Train Journeys of Colombia

An extract from an article on Train Journeys of Colombia in Le Monde Diplomatique by Robin Oisín Llewellyn, which details Ramon Chao’s book The Train of Ice and Fire

A ship named Melquíades (after the wandering Gypsy in One Hundred Years of Solitude who brings telescopes, ice, and magic carpets to Macondo) was sailing around Latin America with the support of the French Government, loaded with circus performers from Royal de Lux and musicians from the then wildly popular punk-reggae band Mano Negra. The band’s singer Manu Chao noted the lack of any rail service in Colombia and resolved to return to reactivate a form of transport “so crucial to a country’s social and geographic fabric.”

By 1993 his band, together with many circus performers from Royal de Lux and a support band named French Lovers, had returned to Colombia, taken charge of a hurriedly restored train from the sidings of the Ferrovias depot outside Bogota, and were rumbling through territory fought over by guerrillas and paramilitaries to mount musical and spectacular extravaganzas at abandoned stations along the line to Aracataca. “The Train of Ice and Fire” was a locomotive and 21 carriages that, according to Manu’s father and journalist Ramón Chao who documented the journey, resembled “a load of bric-a-brac put together by inexpert but passionate hands.”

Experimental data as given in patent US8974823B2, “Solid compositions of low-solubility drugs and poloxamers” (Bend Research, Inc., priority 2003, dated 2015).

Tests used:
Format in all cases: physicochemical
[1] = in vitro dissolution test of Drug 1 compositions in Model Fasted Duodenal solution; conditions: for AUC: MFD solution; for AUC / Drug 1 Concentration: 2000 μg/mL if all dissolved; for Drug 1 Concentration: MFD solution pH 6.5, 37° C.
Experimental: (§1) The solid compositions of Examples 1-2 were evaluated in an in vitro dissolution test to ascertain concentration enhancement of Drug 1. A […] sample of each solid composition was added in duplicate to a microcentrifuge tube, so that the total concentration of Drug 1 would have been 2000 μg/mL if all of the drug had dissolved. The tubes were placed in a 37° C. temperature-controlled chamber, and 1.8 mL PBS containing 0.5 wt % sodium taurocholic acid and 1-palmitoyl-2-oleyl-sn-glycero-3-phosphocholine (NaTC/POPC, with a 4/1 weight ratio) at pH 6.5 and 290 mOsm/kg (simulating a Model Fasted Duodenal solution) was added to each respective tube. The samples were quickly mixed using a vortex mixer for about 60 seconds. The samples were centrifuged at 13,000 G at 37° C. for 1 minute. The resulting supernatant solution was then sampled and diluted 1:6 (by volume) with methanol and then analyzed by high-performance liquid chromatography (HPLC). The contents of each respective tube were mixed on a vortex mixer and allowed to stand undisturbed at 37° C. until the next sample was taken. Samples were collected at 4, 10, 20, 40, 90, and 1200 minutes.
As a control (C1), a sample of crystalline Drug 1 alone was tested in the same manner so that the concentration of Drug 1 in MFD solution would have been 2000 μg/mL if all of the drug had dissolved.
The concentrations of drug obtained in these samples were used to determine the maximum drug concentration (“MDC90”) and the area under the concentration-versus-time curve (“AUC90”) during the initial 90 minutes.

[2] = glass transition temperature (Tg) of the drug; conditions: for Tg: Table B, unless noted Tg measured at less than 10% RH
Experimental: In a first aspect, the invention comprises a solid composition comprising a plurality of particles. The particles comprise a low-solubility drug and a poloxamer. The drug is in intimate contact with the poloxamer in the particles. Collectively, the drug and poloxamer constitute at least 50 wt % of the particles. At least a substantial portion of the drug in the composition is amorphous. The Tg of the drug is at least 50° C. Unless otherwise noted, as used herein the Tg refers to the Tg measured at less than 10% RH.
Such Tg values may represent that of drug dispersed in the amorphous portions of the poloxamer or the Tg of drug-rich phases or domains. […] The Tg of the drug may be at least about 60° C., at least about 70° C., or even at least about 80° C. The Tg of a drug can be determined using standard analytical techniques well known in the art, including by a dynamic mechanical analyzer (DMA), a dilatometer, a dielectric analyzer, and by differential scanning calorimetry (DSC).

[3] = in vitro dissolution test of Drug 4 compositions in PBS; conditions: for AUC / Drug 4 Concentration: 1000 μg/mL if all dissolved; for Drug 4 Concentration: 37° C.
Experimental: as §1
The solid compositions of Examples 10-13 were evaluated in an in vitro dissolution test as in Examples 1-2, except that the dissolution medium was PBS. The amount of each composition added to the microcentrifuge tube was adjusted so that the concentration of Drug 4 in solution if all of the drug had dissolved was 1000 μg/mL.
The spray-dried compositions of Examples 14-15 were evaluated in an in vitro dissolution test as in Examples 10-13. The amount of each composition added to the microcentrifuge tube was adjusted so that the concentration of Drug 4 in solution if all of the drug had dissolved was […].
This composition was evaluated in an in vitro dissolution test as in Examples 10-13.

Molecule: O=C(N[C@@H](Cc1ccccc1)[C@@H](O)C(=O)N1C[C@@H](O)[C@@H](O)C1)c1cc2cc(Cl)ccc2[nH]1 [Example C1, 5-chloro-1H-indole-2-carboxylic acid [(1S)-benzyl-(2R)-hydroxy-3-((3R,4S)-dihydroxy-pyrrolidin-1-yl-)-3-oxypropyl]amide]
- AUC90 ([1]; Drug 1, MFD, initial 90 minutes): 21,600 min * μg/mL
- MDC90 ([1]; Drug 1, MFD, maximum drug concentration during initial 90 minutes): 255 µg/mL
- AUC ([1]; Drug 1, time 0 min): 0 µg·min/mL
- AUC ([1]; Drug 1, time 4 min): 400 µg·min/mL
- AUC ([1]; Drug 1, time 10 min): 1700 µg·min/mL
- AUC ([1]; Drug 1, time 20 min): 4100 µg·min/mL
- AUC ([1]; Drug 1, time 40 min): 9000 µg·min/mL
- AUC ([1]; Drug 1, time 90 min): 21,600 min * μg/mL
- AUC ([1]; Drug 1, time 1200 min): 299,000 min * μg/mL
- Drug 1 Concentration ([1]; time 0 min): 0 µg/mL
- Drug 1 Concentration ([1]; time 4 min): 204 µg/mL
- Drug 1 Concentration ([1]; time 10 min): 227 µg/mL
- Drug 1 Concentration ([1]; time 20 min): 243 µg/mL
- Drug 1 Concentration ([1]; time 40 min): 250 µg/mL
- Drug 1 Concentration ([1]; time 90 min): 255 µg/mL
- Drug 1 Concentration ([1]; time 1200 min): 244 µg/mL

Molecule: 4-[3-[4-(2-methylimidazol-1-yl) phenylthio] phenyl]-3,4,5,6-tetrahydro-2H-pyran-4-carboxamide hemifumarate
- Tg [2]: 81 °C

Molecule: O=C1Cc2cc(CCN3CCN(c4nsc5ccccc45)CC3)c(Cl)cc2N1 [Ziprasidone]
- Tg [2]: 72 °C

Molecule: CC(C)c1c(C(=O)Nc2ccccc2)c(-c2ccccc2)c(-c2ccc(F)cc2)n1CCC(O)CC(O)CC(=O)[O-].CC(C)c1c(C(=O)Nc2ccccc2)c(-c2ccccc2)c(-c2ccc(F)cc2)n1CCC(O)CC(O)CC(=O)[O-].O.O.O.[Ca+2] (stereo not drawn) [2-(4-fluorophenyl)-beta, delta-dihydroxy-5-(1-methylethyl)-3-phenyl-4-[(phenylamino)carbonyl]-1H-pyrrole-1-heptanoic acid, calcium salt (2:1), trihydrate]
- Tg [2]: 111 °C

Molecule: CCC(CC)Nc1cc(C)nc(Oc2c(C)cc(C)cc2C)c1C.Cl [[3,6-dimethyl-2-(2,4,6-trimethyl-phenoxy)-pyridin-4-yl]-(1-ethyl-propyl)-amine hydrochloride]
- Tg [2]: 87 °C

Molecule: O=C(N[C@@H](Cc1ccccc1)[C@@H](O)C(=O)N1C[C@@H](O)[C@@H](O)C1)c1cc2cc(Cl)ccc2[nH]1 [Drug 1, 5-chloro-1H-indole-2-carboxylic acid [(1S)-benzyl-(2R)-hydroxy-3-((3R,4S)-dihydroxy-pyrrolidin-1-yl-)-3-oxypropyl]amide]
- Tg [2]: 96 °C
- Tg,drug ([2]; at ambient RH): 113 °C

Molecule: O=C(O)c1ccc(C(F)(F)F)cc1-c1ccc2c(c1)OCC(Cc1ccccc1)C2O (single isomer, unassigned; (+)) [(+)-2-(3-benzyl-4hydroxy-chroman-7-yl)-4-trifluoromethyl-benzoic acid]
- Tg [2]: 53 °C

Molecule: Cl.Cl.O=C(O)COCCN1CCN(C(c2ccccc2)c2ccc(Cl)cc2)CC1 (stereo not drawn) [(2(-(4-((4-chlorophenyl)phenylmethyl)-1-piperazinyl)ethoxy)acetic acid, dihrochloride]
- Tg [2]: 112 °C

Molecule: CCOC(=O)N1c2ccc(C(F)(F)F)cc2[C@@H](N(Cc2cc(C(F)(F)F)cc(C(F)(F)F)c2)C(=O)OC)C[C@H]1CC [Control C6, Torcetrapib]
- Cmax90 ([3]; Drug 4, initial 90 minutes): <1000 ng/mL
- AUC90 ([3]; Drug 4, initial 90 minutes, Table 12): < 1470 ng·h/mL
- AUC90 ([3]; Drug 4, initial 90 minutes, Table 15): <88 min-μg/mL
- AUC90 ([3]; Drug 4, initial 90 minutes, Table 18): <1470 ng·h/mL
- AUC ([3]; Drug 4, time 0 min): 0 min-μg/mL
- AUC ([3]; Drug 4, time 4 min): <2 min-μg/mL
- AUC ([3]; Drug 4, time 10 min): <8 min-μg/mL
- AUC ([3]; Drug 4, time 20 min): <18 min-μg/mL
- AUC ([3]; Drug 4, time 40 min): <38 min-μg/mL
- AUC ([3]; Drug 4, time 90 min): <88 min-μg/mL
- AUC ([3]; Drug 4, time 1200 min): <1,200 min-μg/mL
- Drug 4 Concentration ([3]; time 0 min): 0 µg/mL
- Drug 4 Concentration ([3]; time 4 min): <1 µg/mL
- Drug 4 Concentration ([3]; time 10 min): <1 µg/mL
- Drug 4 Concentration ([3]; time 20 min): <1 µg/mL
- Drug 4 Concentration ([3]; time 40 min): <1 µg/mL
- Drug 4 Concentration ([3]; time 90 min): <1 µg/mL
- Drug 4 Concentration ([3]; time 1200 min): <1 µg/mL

The expedition rejected all offers of an escort from the Army to the alarm of the French embassy, one of whom responded resignedly, “What can we do? It’s too late. I never thought this train would actually leave.” The Fire carriage was lined with asbestos and sheet metal, designed to burn in flames through the performances, while an ice wagon contained “the biggest diamond ever seen — a five-cubic-meter six-ton block of ice, pure and translucent like crystal.”

Then came a cage-wagon home to an enormous mechanical dragon cum flame-thrower, while the ice-wagon was a grotto in which a snowstorm would be unleashed when a “child-friendly sleepy polar bear” woke up. Other carriages housed trapezes for the circus acts, or the stages for French Lovers and Mano Negra.

By the time the train arrived at Aracataca after nightfall to a crowd of 2000 and a children’s choir singing the Marseillaise in Spanish, the Train of Ice and Fire had become the talk of Colombia after a string of widely reported concerts in the tumble-down stations along the line. The carriages had derailed numerous times on a line afflicted by years of neglect, but the musicians, circus actors, and staff from Ferrovias would simply crow-bar the carriages back onto the tracks and the train would slowly continue to another town, another concert-cum-extravaganza.